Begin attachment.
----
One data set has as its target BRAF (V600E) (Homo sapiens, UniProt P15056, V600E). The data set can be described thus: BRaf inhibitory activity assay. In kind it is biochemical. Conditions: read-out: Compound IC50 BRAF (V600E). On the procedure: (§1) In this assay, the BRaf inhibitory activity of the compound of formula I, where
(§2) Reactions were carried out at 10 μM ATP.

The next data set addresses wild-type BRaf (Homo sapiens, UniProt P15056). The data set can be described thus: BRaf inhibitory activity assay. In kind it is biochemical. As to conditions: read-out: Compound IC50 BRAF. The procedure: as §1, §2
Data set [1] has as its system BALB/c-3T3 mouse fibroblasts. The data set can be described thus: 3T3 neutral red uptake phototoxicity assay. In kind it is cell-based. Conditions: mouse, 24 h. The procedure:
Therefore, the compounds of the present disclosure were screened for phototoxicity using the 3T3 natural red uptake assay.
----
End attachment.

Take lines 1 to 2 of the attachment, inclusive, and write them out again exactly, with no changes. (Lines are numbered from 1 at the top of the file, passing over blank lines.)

One data set has as its target BRAF (V600E) (Homo sapiens, UniProt P15056, V600E). The data set can be described thus: BRaf inhibitory activity assay. In kind it is biochemical. Conditions: read-out: Compound IC50 BRAF (V600E). On the procedure: (§1) In this assay, the BRaf inhibitory activity of the compound of formula I, where
(§2) Reactions were carried out at 10 μM ATP.